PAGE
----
The official website of educator & arts patron Jack C Richards

Limitations of the text based approach

Question:

submitted by Paul van Wessem, Language Teaching, Australia

Given some limitations of the text based approach which is based on social learning theories, is there evidence that practitioners of language teaching are moving away from this approach …to something else… something more eclectic perhaps?

Dr Richards Responds:

Text-based instruction is more familiar to teachers in Australia, New Zealand and Singapore, than other parts of the world. For those unfamiliar with it, text-based instruction shares some features with Task-based language instruction, since it focuses on preparing learners for real-world uses of English. Rather than organizing instruction around tasks, however, texts are chosen as the framework for teaching. “Text” here is used in a special sense to refer to structured sequences of language that are used in specific contexts in specific ways. According to a text-based approach, learners in different contexts have to master the use of the text types occurring most frequently in specific contexts. These contexts might include, studying in an English medium university, studying in an English medium primary or secondary school, working in a restaurant, working in an office, working in a store, or socializing with neighbours in a housing complex. It is based on an approach to teaching language which involves:

  • Teaching explicitly about the structures and grammatical features of spoken and written texts
  • Linking spoken and written texts to the cultural context of their use
  • Designing units of work which focus on developing skills in relation to whole texts
  • Providing students with guided practice as they develop language skills for meaningful communication through whole texts.

As its name implies, the core units of planning in TBI are spoken and written text types. These are identified through needs analysis and through the analysis of language as it is used in different settings. Text based teaching thus has much in common with an ESP approach to language teaching. However the syllabus also usually specifies other components of texts, such as grammar, vocabulary, topics and functions, hence it is type of mixed syllabus, one which integrates reading, writing and oral communication and which teaches grammar through the mastery of texts rather than in isolation.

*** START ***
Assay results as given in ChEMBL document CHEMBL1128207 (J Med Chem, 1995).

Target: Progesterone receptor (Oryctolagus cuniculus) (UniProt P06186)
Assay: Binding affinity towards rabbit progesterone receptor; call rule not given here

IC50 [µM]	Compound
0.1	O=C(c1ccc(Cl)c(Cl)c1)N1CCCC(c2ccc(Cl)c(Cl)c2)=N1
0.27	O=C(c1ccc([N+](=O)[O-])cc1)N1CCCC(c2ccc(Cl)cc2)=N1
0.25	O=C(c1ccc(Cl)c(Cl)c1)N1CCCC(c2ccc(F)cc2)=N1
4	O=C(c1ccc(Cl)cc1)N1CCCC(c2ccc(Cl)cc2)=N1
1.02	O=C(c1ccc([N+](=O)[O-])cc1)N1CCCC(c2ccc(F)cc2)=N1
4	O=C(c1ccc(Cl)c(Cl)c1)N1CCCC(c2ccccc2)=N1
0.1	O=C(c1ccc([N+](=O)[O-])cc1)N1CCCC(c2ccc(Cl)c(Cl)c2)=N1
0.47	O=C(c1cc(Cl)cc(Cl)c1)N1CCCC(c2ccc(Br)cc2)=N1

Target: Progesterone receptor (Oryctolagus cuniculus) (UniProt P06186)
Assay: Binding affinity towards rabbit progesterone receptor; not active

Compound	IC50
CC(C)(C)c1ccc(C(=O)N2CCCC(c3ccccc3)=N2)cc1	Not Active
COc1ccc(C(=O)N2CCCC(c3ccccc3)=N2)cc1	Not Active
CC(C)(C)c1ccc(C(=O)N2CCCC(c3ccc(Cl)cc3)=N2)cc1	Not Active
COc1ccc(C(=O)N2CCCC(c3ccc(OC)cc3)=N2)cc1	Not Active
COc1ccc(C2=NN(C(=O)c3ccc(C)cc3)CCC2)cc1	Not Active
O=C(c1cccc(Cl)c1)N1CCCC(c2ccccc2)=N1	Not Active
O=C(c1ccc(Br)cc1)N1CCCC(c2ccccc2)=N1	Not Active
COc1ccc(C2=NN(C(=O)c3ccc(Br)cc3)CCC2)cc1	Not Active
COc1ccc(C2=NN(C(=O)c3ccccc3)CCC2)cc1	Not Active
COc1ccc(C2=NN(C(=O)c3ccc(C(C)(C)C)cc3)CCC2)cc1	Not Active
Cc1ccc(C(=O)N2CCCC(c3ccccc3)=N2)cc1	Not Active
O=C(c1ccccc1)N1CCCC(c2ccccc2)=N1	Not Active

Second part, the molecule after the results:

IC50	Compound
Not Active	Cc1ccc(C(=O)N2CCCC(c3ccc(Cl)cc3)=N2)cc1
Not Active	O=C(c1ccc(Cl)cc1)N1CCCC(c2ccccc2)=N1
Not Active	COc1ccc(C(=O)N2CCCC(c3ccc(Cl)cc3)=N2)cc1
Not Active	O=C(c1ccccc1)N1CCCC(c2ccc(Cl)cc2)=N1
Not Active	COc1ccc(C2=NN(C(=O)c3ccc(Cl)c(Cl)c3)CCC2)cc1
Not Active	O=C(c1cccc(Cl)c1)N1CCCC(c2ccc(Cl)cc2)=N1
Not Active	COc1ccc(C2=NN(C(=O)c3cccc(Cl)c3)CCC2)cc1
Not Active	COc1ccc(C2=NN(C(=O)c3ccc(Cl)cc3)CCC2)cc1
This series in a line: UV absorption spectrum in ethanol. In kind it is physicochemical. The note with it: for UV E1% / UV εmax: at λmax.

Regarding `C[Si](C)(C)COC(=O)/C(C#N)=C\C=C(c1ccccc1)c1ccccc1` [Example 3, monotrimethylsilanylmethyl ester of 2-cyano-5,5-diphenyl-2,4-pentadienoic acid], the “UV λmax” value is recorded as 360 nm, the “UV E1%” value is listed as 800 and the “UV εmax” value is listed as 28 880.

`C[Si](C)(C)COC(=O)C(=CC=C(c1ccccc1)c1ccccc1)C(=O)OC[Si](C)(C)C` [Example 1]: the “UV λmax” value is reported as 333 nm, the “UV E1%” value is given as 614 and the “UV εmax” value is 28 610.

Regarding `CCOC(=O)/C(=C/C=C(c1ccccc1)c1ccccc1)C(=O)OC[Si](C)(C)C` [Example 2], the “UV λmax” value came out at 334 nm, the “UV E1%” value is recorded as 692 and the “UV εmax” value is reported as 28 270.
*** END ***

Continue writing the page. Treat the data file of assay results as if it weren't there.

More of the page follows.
Text-based teaching involves explicit teaching of the structure of different text types and an instructional strategy in which the teacher introduces the text and its purpose features, guides students through the production of texts though the process of scaffolding. Text-based teaching focuses primarily on the products of learning rather than the processes involved. Critics have pointed out that an emphasis on individual creativity and personal expression is missing from TBI, which is heavily wedded to a methodology based on the study of model texts and the creation of texts based on models. Likewise critics point out that there is a danger that teaching within this framework can become repetitive and boring over time since the teaching cycle described above is applied to the teaching of all four skills. So I think it is probably true that it is currently being used more flexibly than in the past. The most recent syllabus for the teaching of English in Singapore for example, includes text-types as just one strand within the syllabus framework.

Translation or the mother tongue in an EFL class?

Question:

submitted by Ali Matour, Iran

What is your opinion about using translation or the mother tongue in an EFL class?

Dr Richards Responds:

There are really two questions here, one about the use of the mother tongue in the English lesson and one about translation. To respond to the first question, the mother tongue is an obvious reference point for learners in learning a new language. In my experience of learning languages (French, Indonesian, Chinese characters) in a one-to-one learning situation, I asked my tutors to use English to facilitate my learning. I also made use of translation activities (bilingual vocabulary cards) to facilitate my acquisition of vocabulary. Similarly in a classroom situation it makes sense for the teacher to use the mother tongue when introducing new vocabulary or presenting difficult concepts. The difficulty occurs when the class ends up being conducted largely in the mother tongue with very little use of English. So I would support intelligent use of the mother tongue to facilitate learning when necessary, while encouraging the maximum use of English that is possible.

In the case of translation, this activity (together with the use of the the mother tongue) has been discouraged since the grammar-translation method was replaced by the direct method (a target-language based method that does not allow translation) at the end of the 19th century. There has been little rational discussion of the use of the mother tongue and translation until relatively recently, at least in the English-speaking world. I have no experience using translation in teaching, however I assume it has a role to play in developing grammatical awareness – particularly at the sentence level. I do not see it as facilitating the development of fluent language use but as contributing to knowledge of target language grammar.

Two excellent recent books on this topic are:

  • Translation (Oxford Introduction to Language Study) Juliane House. Oxford University Press 2009.
  • Translation in Language Teaching Guy Cook. Oxford University Press 2010.

Both of the above are reviewed in the journal Applied Linguistics, Vol 33, 2, 2012.